This week, there were also reports of over 600 blunders, or 'never events', having occurred in NHS hospitals in the 16 months leading up to July 2019. A 'never event' is an occurrence so serious, it should never happen. Examples include doctors operating on or amputating the wrong body parts, doctors undertaking procedures intended for someone else, patients receiving transfusions of the wrong blood type or being given overdoses of drugs. There were reportedly over 100 cases of surgical tools, such as gloves, chest drains and drill bits, being left inside patients following operations.
Each of these 'never events' will have resulted in a significant and lasting physical and mental impact on the patient and their family. There will also have been an impact on the surgeons and healthcare staff involved, given that these are people who have committed their lives to caring for other people. It should be noted that the NHS cares for over 1 million patients every 36 hours, so these occurrences are rare. Nevertheless, they are entirely avoidable and measures need to be put in place, and utilised, to prevent them from occurring in the first place.
Whilst legal action is available to those who have received negligent treatment, the remedy it provides is in no way a perfect solution. In my experience, no amount of money will compensate for the physical pain, emotional trauma and lost time which results from negligence.
The high numbers of 'never events' are a symptom of a much larger problem, being the pressure our NHS is under due to lack of funds, staffing shortages and an aging population.
Since April, NHS England and NHS Improvement have worked together as a new single organisation to better support the NHS and deliver improved care for patients. Dr Aidan Fowler, NHS National Director of Patient Safety, wants to fundamentally change the system. Rather than point the finger at individuals, he believes the NHS should move away from a blame culture where the focus is on individual error. Dr Fowler has said that blame relies on two myths:-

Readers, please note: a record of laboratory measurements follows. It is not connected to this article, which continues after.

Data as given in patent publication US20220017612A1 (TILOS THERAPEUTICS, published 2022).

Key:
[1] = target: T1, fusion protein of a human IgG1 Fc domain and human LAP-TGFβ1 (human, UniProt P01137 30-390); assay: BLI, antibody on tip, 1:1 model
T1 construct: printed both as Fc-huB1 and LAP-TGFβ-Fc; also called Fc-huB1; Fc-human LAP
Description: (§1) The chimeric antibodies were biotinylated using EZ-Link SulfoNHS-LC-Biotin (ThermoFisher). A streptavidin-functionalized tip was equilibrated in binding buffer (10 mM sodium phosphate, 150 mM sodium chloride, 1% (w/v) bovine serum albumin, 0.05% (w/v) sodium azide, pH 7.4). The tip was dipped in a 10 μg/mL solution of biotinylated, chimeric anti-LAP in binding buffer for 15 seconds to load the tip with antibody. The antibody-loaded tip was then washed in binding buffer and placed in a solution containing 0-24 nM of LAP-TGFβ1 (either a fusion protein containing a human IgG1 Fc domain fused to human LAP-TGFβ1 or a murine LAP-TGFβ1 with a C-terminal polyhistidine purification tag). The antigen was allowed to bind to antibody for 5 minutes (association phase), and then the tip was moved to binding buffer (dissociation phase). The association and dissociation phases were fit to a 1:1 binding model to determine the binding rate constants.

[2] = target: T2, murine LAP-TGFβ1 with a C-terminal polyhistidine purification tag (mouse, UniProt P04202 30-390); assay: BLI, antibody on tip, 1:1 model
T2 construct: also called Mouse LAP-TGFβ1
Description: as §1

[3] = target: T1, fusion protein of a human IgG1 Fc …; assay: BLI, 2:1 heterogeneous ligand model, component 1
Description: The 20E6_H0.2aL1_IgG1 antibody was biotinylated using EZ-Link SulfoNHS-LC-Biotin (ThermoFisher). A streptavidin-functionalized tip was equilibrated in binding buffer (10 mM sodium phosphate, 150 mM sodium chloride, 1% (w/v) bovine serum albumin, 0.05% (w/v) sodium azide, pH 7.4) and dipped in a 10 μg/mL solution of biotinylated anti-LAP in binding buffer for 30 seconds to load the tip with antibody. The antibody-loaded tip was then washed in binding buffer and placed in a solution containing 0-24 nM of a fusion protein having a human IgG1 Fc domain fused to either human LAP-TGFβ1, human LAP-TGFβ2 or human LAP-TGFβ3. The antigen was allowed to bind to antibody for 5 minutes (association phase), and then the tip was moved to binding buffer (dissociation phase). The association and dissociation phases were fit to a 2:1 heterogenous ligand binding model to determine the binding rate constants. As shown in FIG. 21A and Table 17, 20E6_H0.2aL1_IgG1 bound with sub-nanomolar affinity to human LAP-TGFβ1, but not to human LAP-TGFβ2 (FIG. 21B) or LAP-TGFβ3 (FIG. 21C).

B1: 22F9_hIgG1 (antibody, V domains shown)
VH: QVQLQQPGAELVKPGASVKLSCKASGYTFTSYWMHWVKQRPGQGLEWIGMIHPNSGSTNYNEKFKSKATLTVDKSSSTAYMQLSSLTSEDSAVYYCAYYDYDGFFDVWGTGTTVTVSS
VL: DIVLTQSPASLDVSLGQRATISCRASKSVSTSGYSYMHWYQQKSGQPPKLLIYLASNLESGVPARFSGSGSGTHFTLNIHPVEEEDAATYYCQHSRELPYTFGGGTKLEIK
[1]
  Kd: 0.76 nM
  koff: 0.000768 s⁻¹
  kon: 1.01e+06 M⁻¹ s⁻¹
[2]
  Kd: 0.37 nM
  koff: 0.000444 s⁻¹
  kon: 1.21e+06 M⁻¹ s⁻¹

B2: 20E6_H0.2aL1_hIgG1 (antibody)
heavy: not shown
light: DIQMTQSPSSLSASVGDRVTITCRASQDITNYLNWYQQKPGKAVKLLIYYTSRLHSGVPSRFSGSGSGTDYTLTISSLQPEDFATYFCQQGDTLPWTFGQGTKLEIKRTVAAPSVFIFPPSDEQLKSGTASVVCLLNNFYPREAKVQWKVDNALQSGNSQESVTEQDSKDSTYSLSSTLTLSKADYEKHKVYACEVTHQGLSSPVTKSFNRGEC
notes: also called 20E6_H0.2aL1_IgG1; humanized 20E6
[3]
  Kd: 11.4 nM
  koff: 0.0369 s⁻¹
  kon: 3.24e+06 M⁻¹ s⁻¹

"First, the perfection myth: that if we try hard, we will not make any errors. Second, the punishment myth: if we punish people when they make errors, they will not make them again."
He considers blame culture results in wider problems being missed and mistakes being repeated. Instead, following consultation, a strategy has been developed with the aim of creating a 'just culture' where individuals feel safe to admit errors and learn from them. In an effort to encourage the reporting of concerns, each hospital is to have a dedicated expert who deals with concerns raised by all staff - from the cleaners to the consultants. All staff are to be trained to act if they spot risks. There are also plans in place to reduce drug errors by greater use of technology, prevent falls by increasing efforts to identify and support frail patients and lower mortality rates in maternity wards by improving risk assessments and surveillance.
It is heartening to find that, on digging a little deeper below the sensational headlines, work is being done to address the root causes of the issues within the system to try to improve it for the benefit of both staff and patients, and protect our NHS for future generations".